its activities and its building was

subsequently destroyed. After the

war, the ensemble was reassembled

in time to perform during the

1947-1948 season. Reconstruction

of the Philharmonic’s building was

completed in 1955 in a new and

completely different style than its

predecessor, which was modeled

after the Paris Opera.

The Warsaw Philharmonic regularly

receives invitations to perform

at some of the world’s most

famous musical venues, including

Carnegie Hall, Chicago’s Symphony

Hall, the Berliner Philharmonie,

London’s Royal Festival Hall, and

Tokyo’s Suntory Hall. The Philharmonic

also plays an educational

role, organizing thousands of concerts

in schools and cultural centers

throughout the country.

Andrey Boreyko became the

Warsaw Philharmonic’s Music

Director during the 2019-

20 season, and most

recently he served as

Music Director of the

Naples (Florida) Philharmonic.

Prior to that

he was music director

of orchestras in Winnipeg,

Düsseldorf, and

Bern, and he has guest

conducted the New York

Philharmonic, and the

Los Angeles Philharmonic

as well as orchestras

in Cleveland, Chicago,

Boston, San Francisco

and others.

25-year old Canadian

pianist Bruce Liu is one

of the most musically

dynamic and technically

gifted pianists of his

generation and is already

in high demand. Born in

Paris, he has performed

with many major orchestras in the

U.S. as well as overseas. Liu has

made numerous recordings, and

he has performed on several concert

tours throughout China.

The Warsaw Philharmonic,

featuring pianist Bruce Liu, will

be presented at the Van Wezel

Performing Arts Hall on Monday,

April 4 at 7:30 pm. Tickets start

at $30 and are available at www.

SCAsarasota or by calling the Box

Office at (9410) 966-6161.

This concert marks the finale in

the Sarasota Concert Association’s

2022 Great Performers Series.

Details of the Sarasota Concert

Association’s 2023 season will be

announced soon.

Concert Details

The Sarasota Concert

Association presents The Warsaw


Monday, April 4 at 7:30 pm at Van

Wezel Performing Arts Hall

• Andrey Boreyko, conductor

• Bruce Liu, piano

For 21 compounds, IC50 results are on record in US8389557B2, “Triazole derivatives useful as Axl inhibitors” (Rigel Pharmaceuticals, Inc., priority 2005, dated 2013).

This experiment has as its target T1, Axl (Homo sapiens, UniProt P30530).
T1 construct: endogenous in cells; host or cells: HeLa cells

• Moniuszko - Overture to the Paria

• Chopin – Piano Concerto No. 1

• Brahms – Symphony No. 1

For tickets, 410-966-6161 or visit




Janis with Bruce Springsteen,

Billy Joel and Ed Sciaky (1973)

Photo by Peter Cunningham

Photo by Peter Cunningham

Janis with Grammy Award

(February 28, 1976)

She’s on the

road for what

she says is her

last U.S. tour. Her career

started at age 14, and thus

at age 70, she has 56 years

as a performing artist.

Her debut album was in 1967.

This January she produced

what she says is her final album,

“The Light at the End of the Line.”

On the Johnny Carson Show (August 9, 1967)

“I’ve already created a body of work

I’m proud of, and I’m old enough to

realize that it’s the light at the end

of the line that matters. And I’m not

calling this retiring. It’s rewiring.”

Between the Lines, 1975

Janis with Judy Collins and Leonard Cohen

(December 1, 1974)

Top Ten single “At Seventeen”, from Between

the Lines, reached number 1 on the Billboard

album chart in September 1975

She won a Grammy in 2012 for

an audiobook of Society’s Child:

An Autobiography


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Janis Ian lives in our

community and has

for a while. But she’s

not here now. As of this

writing, she’s out in the

southwest and headed

to California as part of

her ambitious concert tour of over 50 cities

across the U.S.

After her touring out west, she comes back

to Florida where she’ll appear in Clearwater

on March 31, then Fort Lauderdale and Stuart

then New York and New England — well,

let’s just say she is crisscrossing the country

through November, 2022, and if you want to

catch her in concert, visit janisian.com/tour

for specific dates.

Via Zoom (being ultra cautious since she

was set to leave in a few days), Janis says this

is her last album, her last U.S. tour (though

tours in the UK and Ireland are being worked

on) and she’s ready to take a break.

Can you blame her? Her career started at

age 14 and thus at age 70 she has 56 years as

a performing artist. Speaking with her, there

was a certain been there, done that, aspect

to the interview (totally understandable

considering she’s probably been interviewed

hundreds of times), but also a sincerity in

how carefully she chooses her words. She’s

thoughtful and not at all into the celebrity or

living legend thing.

The “Light at the End of the Line” is the

title of the album which got good reviews in

a recent New York Times article which she

didn’t read. Amazingly, or perhaps wisely,

she doesn’t read any press, articles, etc. Janis

explains she already knows what she said so

what’s the point?

When I comment that she seems so calm,

that drew a response and a smile. “Wait until

I tell my wife that,” she laughs. Her wife is

Patricia Snyder whom she married in Canada

when gay marriage was still not legal in the

U.S. And in another turning point in culture

and social justice, the couple were the first

gay couple to appear in the NYT’s then new

“Vows” (wedding/engagement) column in

2003. (It took until 2015 when marriage equality

became law in the U.S.)

Janis has been since day one a singer-songwriter

who pens "literary lyrics” as the NYT